APPEAL FROM THE DISTRICT COURT OF THE VIRGIN ISLANDS DIVISION OF ST. CROIX (Civ. No. 77-0068)
Before Seitz, Chief Judge, Weis and Garth, Circuit Judges.
Plaintiffs appeal from a judgment of the district court refusing to reapportion the Virgin Islands' fifteen-member legislature. In this appeal, as in the district court, they assert that the district of St. Croix should be entitled to elect a majority of the territorial representatives.
On May 18, 1972, the Virgin Islands Senate, the territory's unicameral legislature, enacted an apportionment plan, Act No. 3221, 2 V.I.C. §§ 101-03. That act, presently in force, divides the territory's three islands into two legislative districts, one consisting of St. Croix and the other consisting of St. Thomas and St. John. Fourteen senators are divided equally between the two districts while the fifteenth, known as the senator at large, is elected by the territory's entire population. The senator at large, however, must be a resident of St. John.*fn1
In enacting this plan, the Senate relied upon gross population figures drawn from the 1970 Census. These figures credited St. Croix with a population of 31,779, St. Thomas with a population of 28,960, and St. John with a population of 1,729. The district of St. Thomas-St. John thus included 30,689 persons, or 1090 persons less than the district of St. Croix.
Plaintiffs, a resident of St. Croix and six of St. Croix's seven senators, brought this class action seeking legislative reapportionment. They assert that St. Croix's status as the more populous of the two legislative districts entitles it to majority representation in the Virgin Islands Senate. Plaintiffs base their claim on the fifth amendment to the Constitution of the United States and on 48 U.S.C. § 1561, which guarantees equal protection of the laws to citizens of the Virgin Islands. After receiving the parties' evidence, the district court found that St. Thomas-St. John, although perhaps less populous than St. Croix, included more citizens and more registered voters than the latter district. Furthermore, the district court rejected plaintiffs' contention that the present apportionment gave a majority of the representatives to St. Thomas-St. John. Instead, the district court found that the senator at large represented the entire territory and not just St. Thomas-St. John. On the basis of these findings the district court entered judgment in favor of defendants.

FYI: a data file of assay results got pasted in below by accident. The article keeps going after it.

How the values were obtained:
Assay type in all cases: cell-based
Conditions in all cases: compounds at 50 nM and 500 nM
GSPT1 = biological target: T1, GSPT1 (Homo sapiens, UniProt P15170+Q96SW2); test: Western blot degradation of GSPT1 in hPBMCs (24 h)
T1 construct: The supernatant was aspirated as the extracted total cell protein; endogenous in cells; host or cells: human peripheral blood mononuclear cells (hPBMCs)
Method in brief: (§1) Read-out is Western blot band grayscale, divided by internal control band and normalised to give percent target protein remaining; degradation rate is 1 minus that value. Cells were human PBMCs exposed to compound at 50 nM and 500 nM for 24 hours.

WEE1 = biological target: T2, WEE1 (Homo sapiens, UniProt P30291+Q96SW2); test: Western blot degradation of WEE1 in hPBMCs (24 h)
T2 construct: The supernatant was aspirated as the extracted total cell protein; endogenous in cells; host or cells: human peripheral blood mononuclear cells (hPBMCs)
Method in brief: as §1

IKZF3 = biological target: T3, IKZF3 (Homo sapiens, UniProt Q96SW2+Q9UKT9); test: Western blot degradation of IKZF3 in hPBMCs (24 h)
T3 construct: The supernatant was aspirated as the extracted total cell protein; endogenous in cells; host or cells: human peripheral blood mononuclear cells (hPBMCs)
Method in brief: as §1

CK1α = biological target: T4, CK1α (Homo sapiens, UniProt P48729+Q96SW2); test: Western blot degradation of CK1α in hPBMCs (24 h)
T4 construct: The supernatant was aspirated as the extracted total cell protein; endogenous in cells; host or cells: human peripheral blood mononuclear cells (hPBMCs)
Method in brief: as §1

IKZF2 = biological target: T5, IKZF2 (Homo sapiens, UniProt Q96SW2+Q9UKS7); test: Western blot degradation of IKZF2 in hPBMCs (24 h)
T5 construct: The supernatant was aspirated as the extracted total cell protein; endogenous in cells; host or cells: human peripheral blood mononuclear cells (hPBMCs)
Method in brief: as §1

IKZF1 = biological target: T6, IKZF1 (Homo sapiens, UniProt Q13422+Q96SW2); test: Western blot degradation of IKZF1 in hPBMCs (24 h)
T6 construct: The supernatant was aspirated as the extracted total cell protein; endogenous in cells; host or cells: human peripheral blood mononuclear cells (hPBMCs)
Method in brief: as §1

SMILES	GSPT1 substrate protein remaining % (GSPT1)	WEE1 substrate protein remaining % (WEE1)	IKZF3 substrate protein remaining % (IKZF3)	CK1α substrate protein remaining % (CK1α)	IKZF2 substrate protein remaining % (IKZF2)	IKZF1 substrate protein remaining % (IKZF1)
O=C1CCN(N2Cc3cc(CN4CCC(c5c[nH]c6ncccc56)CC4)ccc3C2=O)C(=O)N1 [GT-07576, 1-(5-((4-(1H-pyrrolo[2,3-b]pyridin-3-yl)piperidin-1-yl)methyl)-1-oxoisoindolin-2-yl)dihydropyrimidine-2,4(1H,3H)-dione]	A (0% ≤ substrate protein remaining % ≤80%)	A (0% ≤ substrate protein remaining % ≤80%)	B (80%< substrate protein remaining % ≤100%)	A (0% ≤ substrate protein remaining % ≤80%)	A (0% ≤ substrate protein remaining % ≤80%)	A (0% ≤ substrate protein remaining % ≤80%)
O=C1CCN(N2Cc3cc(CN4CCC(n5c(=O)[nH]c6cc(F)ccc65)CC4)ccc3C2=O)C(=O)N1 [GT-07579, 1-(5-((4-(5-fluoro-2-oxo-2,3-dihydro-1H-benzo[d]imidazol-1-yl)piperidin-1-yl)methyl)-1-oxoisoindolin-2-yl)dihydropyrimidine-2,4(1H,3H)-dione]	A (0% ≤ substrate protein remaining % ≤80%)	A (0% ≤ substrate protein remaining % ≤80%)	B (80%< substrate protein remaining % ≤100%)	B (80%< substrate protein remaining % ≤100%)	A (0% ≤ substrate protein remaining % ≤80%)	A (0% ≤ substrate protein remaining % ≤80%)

On appeal, plaintiffs allege that the district court erred (1) in approving the plan on the basis of data other than that considered by the Senate in 1972; (2) in concluding that the senator at large represents the entire territory rather than just the district of his or her residence; (3) in refusing to give the residents of St. Croix a full eight votes in the Senate rather than seven votes and one senator at large; and (4) in admitting various evidence at the trial. Plaintiffs do not seek to alter either the districting of the Virgin Islands or the number of seats in the Senate. We must consider this appeal, therefore, within the framework of a two-district, fifteen-member plan. Cf. Sixty-Seventh Minnesota State Senate v. Beens, 406 U.S. 187, 197, 92 S. Ct. 1477, 32 L. Ed. 2d 1 (1972) (whenever possible courts must defer to a legislature's choice as to its own size).
The legislative journal for May 18, 1972, clearly shows that in apportioning the territory the Senate considered only gross population figures from the 1970 Census: St. Croix, 31,779, St. Thomas, 28,960, and St. John, 1,729. Plaintiffs place exclusive reliance on these figures to demonstrate malapportionment. For the purposes of this appeal, we will assume that the 1972 plan must stand or fall on the basis of these figures.
Plaintiffs contend that the district court erred in concluding that the Senate is evenly apportioned 7-7-1 rather than 8-7 in favor of St. Thomas-St. John. They point out that the senator at large must reside in St. John, which ...